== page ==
Jane’s Recognition Guides

From the new Mounted Tyranny site comes this list of essential guidebooks:


Special Forces


16 responses to “Jane’s Recognition Guides

  1. Excellent resource, browsing and studying already. Thanks for the link

  2. Tom Pearson


    Our one salvation that we have if Obama pulls some stunt and manages to not leave or step down from office if not re-elected is the following for American military personnel. See below. Back in 1933, Hitler became Chancelor of Germany rather than President as the President had to take a oath to uphold the German Constitution while the Chancelor did not. He also altered the German military’s oath for both officers and enlisted men in that they swore an oath to Hitler, not the German Nation or Constitution.

    All the military people I know both current and past are firm believers in their Oath and the US Constitution so I think it would be unlikely to see the American people staring down the military tank and rifle barrels and bayonets.

    United States Uniformed Services Oath of Office
    All officers of the seven Uniformed services of the United States take swear or affirm an oath of office upon commissioning. It differs slightly from that of the oath of enlistment that enlisted members recite when they enter the service. It is required by statute, the oath being prescribed by Section 3331, Title 5, United States Code.[1] It is traditional for officers to recite the oath upon promotion but as long as the officer’s service is continuous this is not actually required.[2] One notable difference between the officer and enlisted oaths is that the oath taken by officers does not include any provision to obey orders; while enlisted personnel are bound by the Uniform Code of Military Justice to obey lawful orders, officers in the service of the United States are bound by this oath to disobey any order that violates the Constitution of the United States.[3]

    [edit] Text of the Oath
    I, [name], do solemnly swear (or affirm) that I will support and defend the Constitution of the United States against all enemies, foreign and domestic; that I will bear true faith and allegiance to the same; that I take this obligation freely, without any mental reservation or purpose of evasion; and that I will well and faithfully discharge the duties of the office on which I am about to enter. So help me God.[1]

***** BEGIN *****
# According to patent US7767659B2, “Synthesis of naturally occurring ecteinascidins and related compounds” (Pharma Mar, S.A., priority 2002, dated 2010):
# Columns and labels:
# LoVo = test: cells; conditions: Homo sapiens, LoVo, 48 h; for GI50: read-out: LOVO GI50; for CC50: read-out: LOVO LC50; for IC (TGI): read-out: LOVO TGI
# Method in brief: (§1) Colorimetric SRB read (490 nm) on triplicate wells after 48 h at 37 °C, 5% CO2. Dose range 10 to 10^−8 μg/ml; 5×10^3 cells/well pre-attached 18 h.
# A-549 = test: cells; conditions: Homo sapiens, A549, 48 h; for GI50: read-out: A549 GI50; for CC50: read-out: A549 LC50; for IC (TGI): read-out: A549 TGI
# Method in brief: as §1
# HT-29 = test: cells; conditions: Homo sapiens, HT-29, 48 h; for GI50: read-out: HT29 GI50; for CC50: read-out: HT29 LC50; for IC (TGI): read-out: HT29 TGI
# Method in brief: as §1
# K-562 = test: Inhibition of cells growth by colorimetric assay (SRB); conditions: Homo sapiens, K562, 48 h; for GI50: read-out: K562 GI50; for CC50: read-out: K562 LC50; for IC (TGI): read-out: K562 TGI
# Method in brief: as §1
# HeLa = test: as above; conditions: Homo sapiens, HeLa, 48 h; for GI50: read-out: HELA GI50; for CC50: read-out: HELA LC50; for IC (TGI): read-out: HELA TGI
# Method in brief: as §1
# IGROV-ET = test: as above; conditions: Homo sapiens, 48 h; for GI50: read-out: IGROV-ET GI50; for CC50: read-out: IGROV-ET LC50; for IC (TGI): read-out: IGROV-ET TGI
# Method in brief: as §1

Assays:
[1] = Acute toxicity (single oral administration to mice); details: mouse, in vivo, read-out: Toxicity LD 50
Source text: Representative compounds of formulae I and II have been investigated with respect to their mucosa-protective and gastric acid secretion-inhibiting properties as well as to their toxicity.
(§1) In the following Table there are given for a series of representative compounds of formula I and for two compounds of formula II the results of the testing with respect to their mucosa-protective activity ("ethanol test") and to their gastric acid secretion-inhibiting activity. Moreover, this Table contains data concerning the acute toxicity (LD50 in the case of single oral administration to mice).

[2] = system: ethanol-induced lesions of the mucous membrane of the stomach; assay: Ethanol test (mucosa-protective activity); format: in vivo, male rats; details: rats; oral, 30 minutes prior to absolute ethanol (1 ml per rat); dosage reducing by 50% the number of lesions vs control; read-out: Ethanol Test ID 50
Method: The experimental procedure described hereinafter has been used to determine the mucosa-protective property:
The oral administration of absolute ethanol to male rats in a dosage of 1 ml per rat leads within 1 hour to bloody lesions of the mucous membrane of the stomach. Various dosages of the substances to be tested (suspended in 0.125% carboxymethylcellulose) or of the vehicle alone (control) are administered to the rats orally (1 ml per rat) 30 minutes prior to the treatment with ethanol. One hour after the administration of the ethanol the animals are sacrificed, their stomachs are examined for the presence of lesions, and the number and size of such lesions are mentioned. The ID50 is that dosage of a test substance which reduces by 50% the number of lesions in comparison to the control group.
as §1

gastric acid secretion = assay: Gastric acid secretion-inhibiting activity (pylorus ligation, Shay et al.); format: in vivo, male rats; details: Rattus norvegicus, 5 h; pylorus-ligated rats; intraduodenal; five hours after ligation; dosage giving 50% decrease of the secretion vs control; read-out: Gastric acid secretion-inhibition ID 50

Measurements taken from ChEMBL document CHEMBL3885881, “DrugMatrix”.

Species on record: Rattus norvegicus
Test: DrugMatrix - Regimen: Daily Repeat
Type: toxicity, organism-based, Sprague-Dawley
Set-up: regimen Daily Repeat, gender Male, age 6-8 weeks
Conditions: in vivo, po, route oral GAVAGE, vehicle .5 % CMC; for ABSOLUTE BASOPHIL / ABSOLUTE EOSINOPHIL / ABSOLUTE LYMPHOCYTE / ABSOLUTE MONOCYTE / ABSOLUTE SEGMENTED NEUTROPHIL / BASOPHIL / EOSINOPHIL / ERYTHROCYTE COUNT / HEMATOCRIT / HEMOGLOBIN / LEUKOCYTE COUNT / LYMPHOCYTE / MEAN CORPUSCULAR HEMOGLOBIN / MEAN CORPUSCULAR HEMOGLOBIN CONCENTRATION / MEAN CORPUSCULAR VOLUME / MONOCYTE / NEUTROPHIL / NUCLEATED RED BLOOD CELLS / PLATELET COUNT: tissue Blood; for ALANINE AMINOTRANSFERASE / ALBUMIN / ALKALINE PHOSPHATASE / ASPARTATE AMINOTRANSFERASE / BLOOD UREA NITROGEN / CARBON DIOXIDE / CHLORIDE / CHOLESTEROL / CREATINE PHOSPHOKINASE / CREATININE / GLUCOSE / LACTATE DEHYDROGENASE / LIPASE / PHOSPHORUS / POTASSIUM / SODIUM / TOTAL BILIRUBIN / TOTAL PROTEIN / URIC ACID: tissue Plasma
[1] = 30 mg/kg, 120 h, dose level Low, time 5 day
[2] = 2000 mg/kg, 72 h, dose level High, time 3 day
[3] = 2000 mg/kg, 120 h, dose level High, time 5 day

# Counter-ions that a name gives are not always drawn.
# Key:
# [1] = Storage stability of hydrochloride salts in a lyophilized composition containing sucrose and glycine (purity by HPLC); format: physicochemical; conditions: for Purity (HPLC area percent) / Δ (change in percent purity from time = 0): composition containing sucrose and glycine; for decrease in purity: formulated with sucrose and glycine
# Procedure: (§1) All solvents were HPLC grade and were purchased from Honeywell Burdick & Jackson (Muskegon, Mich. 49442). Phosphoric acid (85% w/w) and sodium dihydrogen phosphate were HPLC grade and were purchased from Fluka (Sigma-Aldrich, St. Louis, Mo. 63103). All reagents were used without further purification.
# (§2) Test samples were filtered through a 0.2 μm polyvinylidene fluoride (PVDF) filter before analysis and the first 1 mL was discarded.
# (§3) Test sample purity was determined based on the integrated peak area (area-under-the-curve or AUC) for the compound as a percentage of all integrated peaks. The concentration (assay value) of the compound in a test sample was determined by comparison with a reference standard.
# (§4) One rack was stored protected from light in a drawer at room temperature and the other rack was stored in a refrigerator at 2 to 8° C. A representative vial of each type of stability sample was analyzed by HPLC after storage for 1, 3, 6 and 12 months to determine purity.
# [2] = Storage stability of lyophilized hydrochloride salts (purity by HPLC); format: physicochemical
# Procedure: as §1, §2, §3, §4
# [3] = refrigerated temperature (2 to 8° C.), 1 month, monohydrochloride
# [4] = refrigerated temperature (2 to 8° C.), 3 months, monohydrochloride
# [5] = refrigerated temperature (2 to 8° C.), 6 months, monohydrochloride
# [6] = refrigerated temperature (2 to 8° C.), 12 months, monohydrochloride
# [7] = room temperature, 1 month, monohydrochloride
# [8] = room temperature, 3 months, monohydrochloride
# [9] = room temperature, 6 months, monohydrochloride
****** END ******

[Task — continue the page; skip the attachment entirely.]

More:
Note that the last sentence is not required to be said if the speaker has a personal or moral objection, as is true of all oaths administered by the United States government; Article Six of the United States Constitution requires that there be no religious test for public office.

    The oath is for an indeterminate period; no duration is specifically defined.

    Officers of the National Guard of the various States, however, take an additional oath:

    I, [name], do solemly swear (or affirm) that I will support and defend the Constitution of the United States and the Constitution of the State (Commonwealth, District, Territory) of ___ against all enemies, foreign and domestic; that I will bear true faith and allegiance to the same; that I will obey the orders of the President of the United States and the Governor of the State (Commonwealth, District, Territory) of ___, that I make this obligation freely, without any mental reservations or purpose of evasion, and that I will well and faithfully discharge the duties of the Office of [grade] in the Army/Air National Guard of the State (Commonwealth, District, Territory) of ___ upon which I am about to enter, so help me God.[4]